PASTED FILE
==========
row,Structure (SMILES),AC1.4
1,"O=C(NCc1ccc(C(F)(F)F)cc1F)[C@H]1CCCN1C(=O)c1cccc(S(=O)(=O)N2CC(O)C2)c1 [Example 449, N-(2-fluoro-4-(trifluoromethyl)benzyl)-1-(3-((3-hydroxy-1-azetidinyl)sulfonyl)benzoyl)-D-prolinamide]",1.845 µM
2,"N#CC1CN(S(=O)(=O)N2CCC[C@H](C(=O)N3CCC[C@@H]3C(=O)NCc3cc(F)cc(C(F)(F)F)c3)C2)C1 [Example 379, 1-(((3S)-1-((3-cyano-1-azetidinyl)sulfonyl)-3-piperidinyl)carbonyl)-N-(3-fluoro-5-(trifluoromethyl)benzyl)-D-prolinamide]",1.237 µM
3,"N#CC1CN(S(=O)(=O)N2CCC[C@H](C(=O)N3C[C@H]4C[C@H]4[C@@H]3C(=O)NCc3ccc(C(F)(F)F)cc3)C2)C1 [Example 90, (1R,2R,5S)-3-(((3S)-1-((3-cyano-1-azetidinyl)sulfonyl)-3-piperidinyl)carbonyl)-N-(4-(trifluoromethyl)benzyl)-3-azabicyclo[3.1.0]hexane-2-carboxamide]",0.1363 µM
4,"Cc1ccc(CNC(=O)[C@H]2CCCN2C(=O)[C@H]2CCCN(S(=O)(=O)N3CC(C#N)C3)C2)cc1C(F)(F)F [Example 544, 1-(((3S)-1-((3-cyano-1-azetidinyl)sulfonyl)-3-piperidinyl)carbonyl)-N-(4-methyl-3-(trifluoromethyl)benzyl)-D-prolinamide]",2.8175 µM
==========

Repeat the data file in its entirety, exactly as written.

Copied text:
row,Structure (SMILES),AC1.4
1,"O=C(NCc1ccc(C(F)(F)F)cc1F)[C@H]1CCCN1C(=O)c1cccc(S(=O)(=O)N2CC(O)C2)c1 [Example 449, N-(2-fluoro-4-(trifluoromethyl)benzyl)-1-(3-((3-hydroxy-1-azetidinyl)sulfonyl)benzoyl)-D-prolinamide]",1.845 µM
2,"N#CC1CN(S(=O)(=O)N2CCC[C@H](C(=O)N3CCC[C@@H]3C(=O)NCc3cc(F)cc(C(F)(F)F)c3)C2)C1 [Example 379, 1-(((3S)-1-((3-cyano-1-azetidinyl)sulfonyl)-3-piperidinyl)carbonyl)-N-(3-fluoro-5-(trifluoromethyl)benzyl)-D-prolinamide]",1.237 µM
3,"N#CC1CN(S(=O)(=O)N2CCC[C@H](C(=O)N3C[C@H]4C[C@H]4[C@@H]3C(=O)NCc3ccc(C(F)(F)F)cc3)C2)C1 [Example 90, (1R,2R,5S)-3-(((3S)-1-((3-cyano-1-azetidinyl)sulfonyl)-3-piperidinyl)carbonyl)-N-(4-(trifluoromethyl)benzyl)-3-azabicyclo[3.1.0]hexane-2-carboxamide]",0.1363 µM
4,"Cc1ccc(CNC(=O)[C@H]2CCCN2C(=O)[C@H]2CCCN(S(=O)(=O)N3CC(C#N)C3)C2)cc1C(F)(F)F [Example 544, 1-(((3S)-1-((3-cyano-1-azetidinyl)sulfonyl)-3-piperidinyl)carbonyl)-N-(4-methyl-3-(trifluoromethyl)benzyl)-D-prolinamide]",2.8175 µM